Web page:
Pierre Louis Institute of Epidemiology and Public Health IPLESP
Inserm, Sorbonne Université
Telephone number provided upon request
Many scientific studies have shown the health impacts of air pollution. In the Île-de-France region, informational and warning air quality alerts (AQA) have been in place since 2007 to improve protection of the population from daily exposure to high levels of air pollutants. Using quasi-experimental statistical methods, researchers from Inserm and Sorbonne Université at the Pierre Louis Institute of Epidemiology and Public Health (IPLESP, Nemesis team) joined forces with the University of California San Diego to evaluate the public health efficacy of these measures taken in the Paris region, namely their preventive effects on mortality in the general population and more specifically in people over 75 years of age. Their findings have been published in Environment International.
Air pollution can have various short and long-term health effects. On the one hand, the continued exposure to pollution over a period of several years increases the risk of chronic diseases (such as lung cancer). On the other, acute exposure to high daily levels of air pollutants can worsen the symptoms of respiratory diseases or trigger a myocardial infarction.
A policy of alerts combined with emergency measures, such as the restriction of car traffic (for example, the reduction of speed limits), has been implemented in Paris and several other major world cities to protect their populations on days when exposure to air pollutants is particularly high. This policy involves identifying episodes or “peaks” of air pollution when the informational and recommendation threshold or the warning threshold defined by national regulations is exceeded or risks being exceeded for the following four pollutants: particulate matter (PM) smaller than 10 micrometers (PM10), ozone (O3), nitrogen dioxide (NO2) and sulfur dioxide (SO2).
For the first time since 2007, the year in which the PM10 pollution peak alert procedures were deployed in the Île-de-France region, a team of researchers from Inserm and Sorbonne Université at the Pierre Louis Institute of Epidemiology and Public Health (IPLESP) has measured their effects on mortality in the general population and more specifically in adults over the age of 75. The researchers were particularly interested in PM10 air pollutants and the impacts on the health of the region’s inhabitants of the emergency measures taken during pollution peaks.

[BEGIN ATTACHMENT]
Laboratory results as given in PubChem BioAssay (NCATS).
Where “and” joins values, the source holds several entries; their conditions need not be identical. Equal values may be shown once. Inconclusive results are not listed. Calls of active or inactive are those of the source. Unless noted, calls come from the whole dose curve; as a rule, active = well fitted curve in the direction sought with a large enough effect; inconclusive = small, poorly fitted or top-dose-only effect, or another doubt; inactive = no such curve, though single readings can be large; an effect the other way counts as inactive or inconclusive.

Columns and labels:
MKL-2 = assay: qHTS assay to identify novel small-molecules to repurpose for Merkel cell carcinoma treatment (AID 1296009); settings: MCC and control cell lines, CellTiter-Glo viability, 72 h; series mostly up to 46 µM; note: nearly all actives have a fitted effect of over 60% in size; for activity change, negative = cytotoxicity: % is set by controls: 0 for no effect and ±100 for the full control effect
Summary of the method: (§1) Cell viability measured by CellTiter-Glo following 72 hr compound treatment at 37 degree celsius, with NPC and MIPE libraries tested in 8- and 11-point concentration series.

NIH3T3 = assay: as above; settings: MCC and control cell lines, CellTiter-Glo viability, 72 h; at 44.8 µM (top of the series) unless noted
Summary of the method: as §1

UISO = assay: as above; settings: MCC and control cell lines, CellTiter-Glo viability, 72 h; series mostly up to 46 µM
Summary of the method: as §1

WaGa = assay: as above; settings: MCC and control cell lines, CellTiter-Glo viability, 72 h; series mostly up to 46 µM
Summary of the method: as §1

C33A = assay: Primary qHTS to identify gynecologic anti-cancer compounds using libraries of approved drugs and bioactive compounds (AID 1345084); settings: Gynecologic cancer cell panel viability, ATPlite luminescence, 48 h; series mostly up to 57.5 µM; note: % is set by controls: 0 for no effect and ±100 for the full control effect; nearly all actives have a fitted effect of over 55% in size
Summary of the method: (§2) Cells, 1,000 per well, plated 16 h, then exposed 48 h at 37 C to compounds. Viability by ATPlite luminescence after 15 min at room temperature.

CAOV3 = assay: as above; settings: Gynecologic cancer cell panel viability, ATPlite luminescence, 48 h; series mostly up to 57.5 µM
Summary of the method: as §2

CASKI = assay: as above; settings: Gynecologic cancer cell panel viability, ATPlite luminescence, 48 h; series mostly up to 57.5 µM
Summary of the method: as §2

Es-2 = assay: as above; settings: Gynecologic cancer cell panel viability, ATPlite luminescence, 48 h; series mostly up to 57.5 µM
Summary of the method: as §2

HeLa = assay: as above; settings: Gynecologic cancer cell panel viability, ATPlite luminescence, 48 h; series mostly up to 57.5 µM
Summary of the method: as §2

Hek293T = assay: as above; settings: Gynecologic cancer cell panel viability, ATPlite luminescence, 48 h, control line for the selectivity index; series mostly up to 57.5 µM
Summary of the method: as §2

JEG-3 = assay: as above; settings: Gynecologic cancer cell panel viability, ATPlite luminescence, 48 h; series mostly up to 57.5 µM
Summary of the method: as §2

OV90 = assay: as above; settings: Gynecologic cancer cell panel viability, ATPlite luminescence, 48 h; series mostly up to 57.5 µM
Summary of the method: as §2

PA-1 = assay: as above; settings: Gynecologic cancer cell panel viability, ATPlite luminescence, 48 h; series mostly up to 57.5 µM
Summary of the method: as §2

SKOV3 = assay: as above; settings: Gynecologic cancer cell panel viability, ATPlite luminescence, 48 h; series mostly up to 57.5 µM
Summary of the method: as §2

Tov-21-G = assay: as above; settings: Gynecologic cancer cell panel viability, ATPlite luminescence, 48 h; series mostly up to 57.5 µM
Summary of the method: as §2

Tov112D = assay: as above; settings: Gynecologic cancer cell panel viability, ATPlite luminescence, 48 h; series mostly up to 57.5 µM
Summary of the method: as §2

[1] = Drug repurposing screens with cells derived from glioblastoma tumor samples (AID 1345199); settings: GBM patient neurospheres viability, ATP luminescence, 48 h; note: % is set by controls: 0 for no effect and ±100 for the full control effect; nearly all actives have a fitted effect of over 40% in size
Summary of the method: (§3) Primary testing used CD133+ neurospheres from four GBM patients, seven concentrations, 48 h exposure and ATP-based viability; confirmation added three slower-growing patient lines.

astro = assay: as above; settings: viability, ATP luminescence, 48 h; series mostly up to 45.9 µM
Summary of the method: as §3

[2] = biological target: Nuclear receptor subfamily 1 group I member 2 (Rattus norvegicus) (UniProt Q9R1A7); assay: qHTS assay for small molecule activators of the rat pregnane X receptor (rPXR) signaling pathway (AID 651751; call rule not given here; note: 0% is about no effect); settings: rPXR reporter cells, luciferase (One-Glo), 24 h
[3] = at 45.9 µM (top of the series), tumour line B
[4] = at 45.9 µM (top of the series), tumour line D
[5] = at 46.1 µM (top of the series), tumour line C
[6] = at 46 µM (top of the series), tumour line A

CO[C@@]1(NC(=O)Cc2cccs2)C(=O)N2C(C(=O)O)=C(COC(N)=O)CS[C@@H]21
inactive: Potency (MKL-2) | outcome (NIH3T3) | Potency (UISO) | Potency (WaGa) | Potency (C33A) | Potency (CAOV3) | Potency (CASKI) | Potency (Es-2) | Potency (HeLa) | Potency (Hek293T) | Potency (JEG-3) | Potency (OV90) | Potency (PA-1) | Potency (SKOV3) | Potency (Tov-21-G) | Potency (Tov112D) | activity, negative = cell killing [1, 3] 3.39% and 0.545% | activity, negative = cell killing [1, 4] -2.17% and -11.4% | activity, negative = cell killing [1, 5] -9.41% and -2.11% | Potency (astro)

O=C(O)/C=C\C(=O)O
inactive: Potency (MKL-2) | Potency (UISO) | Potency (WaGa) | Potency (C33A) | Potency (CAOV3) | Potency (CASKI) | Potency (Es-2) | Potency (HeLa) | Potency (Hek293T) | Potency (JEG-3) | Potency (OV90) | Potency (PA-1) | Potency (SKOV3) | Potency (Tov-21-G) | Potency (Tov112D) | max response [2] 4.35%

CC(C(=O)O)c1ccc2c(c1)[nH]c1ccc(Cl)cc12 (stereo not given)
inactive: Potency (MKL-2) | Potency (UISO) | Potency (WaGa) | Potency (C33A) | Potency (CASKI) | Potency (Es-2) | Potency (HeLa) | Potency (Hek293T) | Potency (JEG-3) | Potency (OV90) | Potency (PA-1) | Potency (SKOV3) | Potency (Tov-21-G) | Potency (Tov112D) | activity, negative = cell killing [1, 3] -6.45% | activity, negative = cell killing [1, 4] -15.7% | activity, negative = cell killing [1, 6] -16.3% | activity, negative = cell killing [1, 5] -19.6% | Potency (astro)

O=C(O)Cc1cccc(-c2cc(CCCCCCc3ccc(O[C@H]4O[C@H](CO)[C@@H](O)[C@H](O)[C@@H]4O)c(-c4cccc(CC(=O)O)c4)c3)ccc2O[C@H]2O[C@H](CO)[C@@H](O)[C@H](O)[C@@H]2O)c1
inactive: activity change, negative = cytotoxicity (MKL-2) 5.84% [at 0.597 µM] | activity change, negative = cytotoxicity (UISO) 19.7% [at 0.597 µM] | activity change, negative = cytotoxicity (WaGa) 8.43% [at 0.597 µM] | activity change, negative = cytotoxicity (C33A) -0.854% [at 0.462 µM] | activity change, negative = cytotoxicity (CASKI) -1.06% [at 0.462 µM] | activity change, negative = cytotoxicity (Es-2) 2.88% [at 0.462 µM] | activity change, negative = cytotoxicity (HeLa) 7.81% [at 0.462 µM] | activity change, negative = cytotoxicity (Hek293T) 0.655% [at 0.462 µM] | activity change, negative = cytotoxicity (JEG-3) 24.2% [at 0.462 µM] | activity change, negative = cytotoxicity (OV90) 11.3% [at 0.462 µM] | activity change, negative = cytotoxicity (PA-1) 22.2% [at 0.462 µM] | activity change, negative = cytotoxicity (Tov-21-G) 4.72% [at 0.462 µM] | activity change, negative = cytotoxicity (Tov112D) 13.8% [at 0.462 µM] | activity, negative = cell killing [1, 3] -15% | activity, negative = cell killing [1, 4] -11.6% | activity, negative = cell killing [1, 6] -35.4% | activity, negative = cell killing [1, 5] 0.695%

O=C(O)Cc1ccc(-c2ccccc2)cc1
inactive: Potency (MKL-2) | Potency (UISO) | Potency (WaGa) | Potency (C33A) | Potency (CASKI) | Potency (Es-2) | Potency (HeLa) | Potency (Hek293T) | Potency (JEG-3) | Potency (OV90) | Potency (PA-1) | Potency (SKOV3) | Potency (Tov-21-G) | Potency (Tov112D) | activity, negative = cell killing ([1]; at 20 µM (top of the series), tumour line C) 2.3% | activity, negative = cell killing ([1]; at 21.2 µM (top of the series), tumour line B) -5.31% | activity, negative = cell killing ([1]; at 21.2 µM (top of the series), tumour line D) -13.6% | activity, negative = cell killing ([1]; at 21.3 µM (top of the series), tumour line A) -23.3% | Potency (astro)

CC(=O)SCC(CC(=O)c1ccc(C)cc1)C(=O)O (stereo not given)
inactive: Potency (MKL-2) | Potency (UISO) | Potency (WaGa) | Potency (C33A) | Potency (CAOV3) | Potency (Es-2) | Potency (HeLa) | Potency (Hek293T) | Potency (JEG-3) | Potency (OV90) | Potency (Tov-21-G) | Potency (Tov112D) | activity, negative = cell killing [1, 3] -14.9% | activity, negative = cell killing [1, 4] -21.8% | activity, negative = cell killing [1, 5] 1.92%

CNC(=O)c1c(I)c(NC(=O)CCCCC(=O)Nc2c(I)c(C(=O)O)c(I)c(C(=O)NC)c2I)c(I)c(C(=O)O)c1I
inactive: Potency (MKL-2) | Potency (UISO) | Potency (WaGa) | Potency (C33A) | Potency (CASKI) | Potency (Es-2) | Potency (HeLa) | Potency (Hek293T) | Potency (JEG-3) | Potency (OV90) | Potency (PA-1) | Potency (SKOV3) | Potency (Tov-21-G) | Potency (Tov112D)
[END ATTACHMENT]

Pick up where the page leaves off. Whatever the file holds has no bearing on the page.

“While PM10 emissions have decreased in the region in recent years, Paris still has the highest levels of any European Union city and 60,000 of its residents are regularly exposed to PM10 levels in excess of EU regulatory thresholds,” emphasizes Anna Alari, Inserm researcher and study author.
The research results are based on the study of data collected between the years 2000 and 2015, supplied by AirParif (the Île-de-France air quality observatory) and the Inserm Epidemiology Center on the Medical Causes of Death (CépiDC). The researchers identified two key dates for this period. The first being 2007, the year the first informational threshold value of pollution peaks involving interventions was implemented, when the presence of PM10 in the air exceeded 80 µg/m3, and the second being 2011, when this threshold was revised downwards to 50 µg/m3.
The analysis thus focused on the comparison of data collected over three distinct phases:
The study results did not show any effect on mortality of the informational and warning procedures as implemented in their first form in 2007 with relatively high informational thresholds. In contrast, the researchers did identify a benefit on cardiovascular mortality following application of the stricter thresholds in late 2011, with a 7% to 25% reduction in daily mortality in the general population (avoiding an estimated 386 deaths thanks to these measures over the 2011 to 2015 period) and a 9% to 28% reduction in daily mortality for older adults (avoiding an estimated 348 deaths). The study did not show any effect on respiratory mortality.
All in all, the results suggest that this type of threshold-based policy, which only concerns acute exposure episodes, has no effect on mortality when regulatory thresholds are excessively high, as in 2007. When the thresholds are tightened, as in 2011, protective effects on mortality can be seen.
“The implementation of public policies focused on structural changes (pedestrianization of certain urban areas, strengthening of public transport networks to limit car use) or aiming to reduce emissions from industries are measures that could prove particularly beneficial, with a potentially stronger impact than short-term actions, such as the restriction of car traffic,” concludes Alari.
In France, an interministerial decree defines the informational and warning procedure in the event of a pollution episode and organizes emergency measures aimed at informing the population and reducing and/or limiting the emission of pollutants into the atmosphere in order to limit the impacts on health. A stricter update of this decree was made in April 2016 (updated on August 26, 2016), with tightening of the measures concerning emissions-based traffic restrictions, and in 2019, with the automatic application of those emissions-based traffic restrictions as well as the rollout of free residential parking during pollution episodes.
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